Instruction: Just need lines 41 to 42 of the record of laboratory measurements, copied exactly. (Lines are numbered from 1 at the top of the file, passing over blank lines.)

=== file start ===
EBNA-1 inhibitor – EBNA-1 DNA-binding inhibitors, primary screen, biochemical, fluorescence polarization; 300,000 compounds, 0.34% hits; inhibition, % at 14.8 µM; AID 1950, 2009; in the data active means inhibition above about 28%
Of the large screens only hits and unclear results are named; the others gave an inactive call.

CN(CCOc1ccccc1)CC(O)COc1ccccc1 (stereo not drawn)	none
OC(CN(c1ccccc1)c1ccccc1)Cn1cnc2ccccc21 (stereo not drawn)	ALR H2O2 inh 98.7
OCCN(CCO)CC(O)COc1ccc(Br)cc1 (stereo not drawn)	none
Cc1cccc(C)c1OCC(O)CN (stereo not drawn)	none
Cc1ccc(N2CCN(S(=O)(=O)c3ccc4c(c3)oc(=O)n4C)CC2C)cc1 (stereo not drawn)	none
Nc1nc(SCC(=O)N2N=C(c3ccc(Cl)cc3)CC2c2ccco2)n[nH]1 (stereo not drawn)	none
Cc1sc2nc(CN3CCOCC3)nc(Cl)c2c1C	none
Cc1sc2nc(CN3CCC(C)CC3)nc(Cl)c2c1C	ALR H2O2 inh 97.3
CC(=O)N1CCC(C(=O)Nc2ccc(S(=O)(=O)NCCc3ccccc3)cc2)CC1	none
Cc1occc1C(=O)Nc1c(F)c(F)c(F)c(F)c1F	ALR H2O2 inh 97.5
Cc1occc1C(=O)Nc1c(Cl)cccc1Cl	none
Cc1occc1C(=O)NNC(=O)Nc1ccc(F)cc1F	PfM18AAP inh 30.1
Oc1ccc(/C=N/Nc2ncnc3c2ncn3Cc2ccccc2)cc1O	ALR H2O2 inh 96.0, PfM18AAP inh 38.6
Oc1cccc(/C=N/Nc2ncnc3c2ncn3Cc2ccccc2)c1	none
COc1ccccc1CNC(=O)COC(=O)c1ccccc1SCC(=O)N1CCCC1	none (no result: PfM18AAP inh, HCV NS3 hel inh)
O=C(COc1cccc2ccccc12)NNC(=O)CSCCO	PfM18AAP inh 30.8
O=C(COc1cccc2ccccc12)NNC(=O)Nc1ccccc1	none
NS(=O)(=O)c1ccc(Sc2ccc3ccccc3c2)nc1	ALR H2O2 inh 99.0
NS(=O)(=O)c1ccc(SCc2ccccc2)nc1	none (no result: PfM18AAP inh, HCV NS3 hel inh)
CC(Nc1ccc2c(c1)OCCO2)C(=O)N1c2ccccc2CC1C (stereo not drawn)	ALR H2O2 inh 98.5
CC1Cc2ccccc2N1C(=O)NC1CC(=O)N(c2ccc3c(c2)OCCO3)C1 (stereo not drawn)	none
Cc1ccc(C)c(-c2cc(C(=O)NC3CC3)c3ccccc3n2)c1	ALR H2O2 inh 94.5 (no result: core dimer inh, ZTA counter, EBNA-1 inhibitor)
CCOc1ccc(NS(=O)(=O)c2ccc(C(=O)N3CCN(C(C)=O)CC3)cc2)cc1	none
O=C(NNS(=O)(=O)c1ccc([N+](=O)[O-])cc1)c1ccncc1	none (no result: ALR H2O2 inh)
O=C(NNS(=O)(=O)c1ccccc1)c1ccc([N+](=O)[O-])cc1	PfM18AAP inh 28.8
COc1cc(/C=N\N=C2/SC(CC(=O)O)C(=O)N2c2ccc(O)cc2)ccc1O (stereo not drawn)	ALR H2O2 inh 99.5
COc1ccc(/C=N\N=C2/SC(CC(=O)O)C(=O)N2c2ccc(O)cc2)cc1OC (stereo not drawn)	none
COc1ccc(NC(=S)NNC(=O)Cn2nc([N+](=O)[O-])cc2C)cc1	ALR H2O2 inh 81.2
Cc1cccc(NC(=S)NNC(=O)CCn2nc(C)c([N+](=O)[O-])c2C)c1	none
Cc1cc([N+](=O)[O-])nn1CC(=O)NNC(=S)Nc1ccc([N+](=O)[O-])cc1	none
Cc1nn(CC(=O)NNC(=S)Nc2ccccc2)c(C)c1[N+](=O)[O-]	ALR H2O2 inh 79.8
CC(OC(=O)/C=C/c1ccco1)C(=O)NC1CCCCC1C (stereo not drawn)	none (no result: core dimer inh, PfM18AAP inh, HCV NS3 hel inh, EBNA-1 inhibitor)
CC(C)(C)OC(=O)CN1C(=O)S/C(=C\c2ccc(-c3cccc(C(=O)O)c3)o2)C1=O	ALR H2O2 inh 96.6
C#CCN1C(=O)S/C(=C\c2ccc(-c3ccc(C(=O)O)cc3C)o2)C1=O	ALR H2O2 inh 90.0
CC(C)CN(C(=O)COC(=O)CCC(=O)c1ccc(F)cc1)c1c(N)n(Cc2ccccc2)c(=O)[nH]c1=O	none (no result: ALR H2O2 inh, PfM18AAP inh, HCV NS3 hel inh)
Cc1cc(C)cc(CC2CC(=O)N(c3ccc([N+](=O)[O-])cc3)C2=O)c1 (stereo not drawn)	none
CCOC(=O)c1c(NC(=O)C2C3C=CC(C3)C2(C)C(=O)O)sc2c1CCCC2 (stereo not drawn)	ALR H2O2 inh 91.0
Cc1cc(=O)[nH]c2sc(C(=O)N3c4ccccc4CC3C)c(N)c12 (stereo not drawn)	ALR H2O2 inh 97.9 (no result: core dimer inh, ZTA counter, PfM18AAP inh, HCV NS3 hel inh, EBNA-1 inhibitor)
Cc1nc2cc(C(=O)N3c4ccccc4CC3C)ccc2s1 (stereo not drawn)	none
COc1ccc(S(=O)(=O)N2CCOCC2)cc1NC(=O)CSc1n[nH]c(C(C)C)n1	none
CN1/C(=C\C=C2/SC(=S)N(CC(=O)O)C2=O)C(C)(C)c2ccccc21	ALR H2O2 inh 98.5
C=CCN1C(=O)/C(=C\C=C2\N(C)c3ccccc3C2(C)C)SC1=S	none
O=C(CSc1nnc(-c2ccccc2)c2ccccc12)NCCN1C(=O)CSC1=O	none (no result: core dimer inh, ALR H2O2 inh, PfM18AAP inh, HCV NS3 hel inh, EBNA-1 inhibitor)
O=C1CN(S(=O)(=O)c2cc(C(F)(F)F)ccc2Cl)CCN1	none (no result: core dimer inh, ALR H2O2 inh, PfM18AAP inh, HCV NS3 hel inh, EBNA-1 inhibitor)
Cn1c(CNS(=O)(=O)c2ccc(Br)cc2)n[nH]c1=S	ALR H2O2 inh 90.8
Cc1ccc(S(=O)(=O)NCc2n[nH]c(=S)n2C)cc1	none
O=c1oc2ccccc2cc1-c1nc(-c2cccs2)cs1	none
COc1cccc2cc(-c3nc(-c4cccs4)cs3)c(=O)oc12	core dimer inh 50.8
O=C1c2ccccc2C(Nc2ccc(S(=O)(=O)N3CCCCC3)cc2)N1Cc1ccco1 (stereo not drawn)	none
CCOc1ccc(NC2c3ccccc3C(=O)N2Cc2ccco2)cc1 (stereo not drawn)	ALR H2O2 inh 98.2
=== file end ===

Cc1nc2cc(C(=O)N3c4ccccc4CC3C)ccc2s1 (stereo not drawn)	none
COc1ccc(S(=O)(=O)N2CCOCC2)cc1NC(=O)CSc1n[nH]c(C(C)C)n1	none